Pitchers have opposing hitter data like avg. or GB% etc., and they have a BABIP. A normal BABIP we identified was .297 or around .300 so we are using this number as the mean average. What if we see a pitcher with a BABIP of .385? Does this mean the pitcher is not good? What if his BABIP was .245? Does this mean the pitcher was excellent? The answers are exactly the opposite of what you might think. The better over the mean average like .385 from above means the pitcher is unlucky. The balls batted against him are not being hit to fielders. It does not mean the pitcher is a poor pitcher, and because he has been unlucky, we know that this temporary, and his BABIP will sink closer to the average. He should then see some games where balls are hit to fielders thus evening out his overall BABIP. Let’s say this another way. The pitcher has been unlucky to earn a .385 BABIP, thus he should be getting more outs above the mean average to compensate for the .385, therefore he will see better results and we can bet on that! It applies the same way when below the average. If a pitcher has a BABIP of .245, he has been very lucky having most of the balls put in play hit to fielders. His luck will change with time to get closer to the mean average of .300, which means he will see a worse performance. We can bet on that too! We have now found a way in which we can predict a spot where either good or bad performance can be expected. We need to use this with caution. This is not how we make wagers but we can use it as data to influence our thinking. It is a supporting data point to improve a narrative you have or disprove one, it is not a valid enough data point to stand alone to make a wager.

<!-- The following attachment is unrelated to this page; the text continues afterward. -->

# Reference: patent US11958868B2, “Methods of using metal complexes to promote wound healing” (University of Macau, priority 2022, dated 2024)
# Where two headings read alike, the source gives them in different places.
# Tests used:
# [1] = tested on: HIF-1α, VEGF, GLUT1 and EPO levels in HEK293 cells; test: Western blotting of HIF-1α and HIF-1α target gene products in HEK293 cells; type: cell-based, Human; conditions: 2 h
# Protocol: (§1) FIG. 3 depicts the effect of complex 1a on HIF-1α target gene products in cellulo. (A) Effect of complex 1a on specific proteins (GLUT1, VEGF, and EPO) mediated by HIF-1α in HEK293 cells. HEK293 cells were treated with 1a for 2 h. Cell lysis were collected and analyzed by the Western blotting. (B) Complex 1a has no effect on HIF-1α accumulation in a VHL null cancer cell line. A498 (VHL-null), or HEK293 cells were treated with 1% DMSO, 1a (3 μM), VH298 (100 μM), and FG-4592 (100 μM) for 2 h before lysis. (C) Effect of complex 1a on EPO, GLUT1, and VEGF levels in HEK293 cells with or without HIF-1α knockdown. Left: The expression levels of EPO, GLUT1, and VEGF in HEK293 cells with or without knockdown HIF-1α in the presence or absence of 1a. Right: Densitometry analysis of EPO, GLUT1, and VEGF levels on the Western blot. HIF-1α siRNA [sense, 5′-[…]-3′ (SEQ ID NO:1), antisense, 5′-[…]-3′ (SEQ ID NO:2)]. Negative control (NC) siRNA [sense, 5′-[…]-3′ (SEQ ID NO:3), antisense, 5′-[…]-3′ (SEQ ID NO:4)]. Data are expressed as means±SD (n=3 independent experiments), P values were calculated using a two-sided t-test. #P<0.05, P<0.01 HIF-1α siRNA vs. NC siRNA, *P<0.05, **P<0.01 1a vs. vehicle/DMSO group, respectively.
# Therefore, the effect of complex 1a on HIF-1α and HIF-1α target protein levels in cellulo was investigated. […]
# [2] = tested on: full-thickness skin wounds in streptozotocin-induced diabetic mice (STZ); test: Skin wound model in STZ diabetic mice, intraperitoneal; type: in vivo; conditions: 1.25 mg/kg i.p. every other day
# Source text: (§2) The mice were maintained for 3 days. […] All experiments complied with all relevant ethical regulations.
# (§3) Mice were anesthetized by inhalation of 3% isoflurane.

BABIP helps identify pitchers who will perform a certain positively or negatively. When combined with other data points, BABIP is a strong influencer. We need to look at the hard-hit rate as well. The higher the hard-hit rate is, there is the chance the BABIP will be above the mean too. If a ball travels more than 95mph off the bat, it is a hard hit. The fielders have less chance to get to (range) these balls as they were hard hit past them. These are scenarios where there is a logical reason for the poor BABIP performance and it is not an outlier. Anyway, the point is to understand the luck of where a batted ball is hit; whether at a fielder or not, and over time will even out creating opportunities in predictive outcomes.

Baseball. A game of streaks and what that means.

Streaks have value!

A MLB season consists of 162 games for each team. Each team in a division plays the other division rivals 19 times each. The season starts in late March or Early April and regular season games end in September or early October making the season 7 or 8 months long. MLB has the most difficult standard of making the post season of any sport. It allows only division winners plus two wild card teams. The back story about the season, games, and opponents is important because we must understand and value (not underestimate) the nature of the game being played as a daily grind. Their are 81 away games so players and coaches will travel to multiple cities. They stay in nice places mind you so it mitigates wear on the body in the sense of sleep derivation or dealing with rough conditions.